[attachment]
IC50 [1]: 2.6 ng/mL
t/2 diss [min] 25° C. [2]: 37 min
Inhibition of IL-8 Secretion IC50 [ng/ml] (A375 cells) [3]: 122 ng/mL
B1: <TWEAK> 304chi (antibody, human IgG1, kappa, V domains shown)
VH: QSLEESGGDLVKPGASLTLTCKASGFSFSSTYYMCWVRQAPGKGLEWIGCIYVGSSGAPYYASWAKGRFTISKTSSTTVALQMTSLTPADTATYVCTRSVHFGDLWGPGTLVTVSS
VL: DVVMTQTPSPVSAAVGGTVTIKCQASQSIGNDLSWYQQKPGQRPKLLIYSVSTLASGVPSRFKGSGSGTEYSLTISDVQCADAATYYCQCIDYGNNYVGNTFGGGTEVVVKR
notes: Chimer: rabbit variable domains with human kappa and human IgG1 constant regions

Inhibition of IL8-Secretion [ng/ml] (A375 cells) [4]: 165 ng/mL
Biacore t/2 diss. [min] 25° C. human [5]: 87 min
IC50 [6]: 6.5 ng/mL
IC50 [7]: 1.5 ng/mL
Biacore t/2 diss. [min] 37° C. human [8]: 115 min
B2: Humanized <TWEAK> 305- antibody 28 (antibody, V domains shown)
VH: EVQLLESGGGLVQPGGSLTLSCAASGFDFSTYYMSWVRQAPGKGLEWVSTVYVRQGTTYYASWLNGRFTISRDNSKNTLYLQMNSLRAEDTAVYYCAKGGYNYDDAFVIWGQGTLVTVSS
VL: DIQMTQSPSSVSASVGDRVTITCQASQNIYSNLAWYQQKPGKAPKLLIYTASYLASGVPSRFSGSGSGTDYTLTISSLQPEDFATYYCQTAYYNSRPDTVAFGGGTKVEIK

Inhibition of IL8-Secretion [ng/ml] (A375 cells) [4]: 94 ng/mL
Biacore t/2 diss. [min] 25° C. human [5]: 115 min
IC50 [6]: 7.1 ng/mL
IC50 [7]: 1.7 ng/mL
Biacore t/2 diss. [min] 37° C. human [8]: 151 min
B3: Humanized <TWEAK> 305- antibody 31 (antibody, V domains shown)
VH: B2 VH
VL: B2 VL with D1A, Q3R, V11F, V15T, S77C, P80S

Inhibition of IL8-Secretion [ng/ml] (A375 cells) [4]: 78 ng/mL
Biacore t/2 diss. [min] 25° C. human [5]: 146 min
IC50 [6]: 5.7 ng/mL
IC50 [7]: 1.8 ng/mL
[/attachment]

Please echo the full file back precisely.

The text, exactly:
IC50 [1]: 2.6 ng/mL
t/2 diss [min] 25° C. [2]: 37 min
Inhibition of IL-8 Secretion IC50 [ng/ml] (A375 cells) [3]: 122 ng/mL
B1: <TWEAK> 304chi (antibody, human IgG1, kappa, V domains shown)
VH: QSLEESGGDLVKPGASLTLTCKASGFSFSSTYYMCWVRQAPGKGLEWIGCIYVGSSGAPYYASWAKGRFTISKTSSTTVALQMTSLTPADTATYVCTRSVHFGDLWGPGTLVTVSS
VL: DVVMTQTPSPVSAAVGGTVTIKCQASQSIGNDLSWYQQKPGQRPKLLIYSVSTLASGVPSRFKGSGSGTEYSLTISDVQCADAATYYCQCIDYGNNYVGNTFGGGTEVVVKR
notes: Chimer: rabbit variable domains with human kappa and human IgG1 constant regions

Inhibition of IL8-Secretion [ng/ml] (A375 cells) [4]: 165 ng/mL
Biacore t/2 diss. [min] 25° C. human [5]: 87 min
IC50 [6]: 6.5 ng/mL
IC50 [7]: 1.5 ng/mL
Biacore t/2 diss. [min] 37° C. human [8]: 115 min
B2: Humanized <TWEAK> 305- antibody 28 (antibody, V domains shown)
VH: EVQLLESGGGLVQPGGSLTLSCAASGFDFSTYYMSWVRQAPGKGLEWVSTVYVRQGTTYYASWLNGRFTISRDNSKNTLYLQMNSLRAEDTAVYYCAKGGYNYDDAFVIWGQGTLVTVSS
VL: DIQMTQSPSSVSASVGDRVTITCQASQNIYSNLAWYQQKPGKAPKLLIYTASYLASGVPSRFSGSGSGTDYTLTISSLQPEDFATYYCQTAYYNSRPDTVAFGGGTKVEIK

Inhibition of IL8-Secretion [ng/ml] (A375 cells) [4]: 94 ng/mL
Biacore t/2 diss. [min] 25° C. human [5]: 115 min
IC50 [6]: 7.1 ng/mL
IC50 [7]: 1.7 ng/mL
Biacore t/2 diss. [min] 37° C. human [8]: 151 min
B3: Humanized <TWEAK> 305- antibody 31 (antibody, V domains shown)
VH: B2 VH
VL: B2 VL with D1A, Q3R, V11F, V15T, S77C, P80S

Inhibition of IL8-Secretion [ng/ml] (A375 cells) [4]: 78 ng/mL
Biacore t/2 diss. [min] 25° C. human [5]: 146 min
IC50 [6]: 5.7 ng/mL
IC50 [7]: 1.8 ng/mL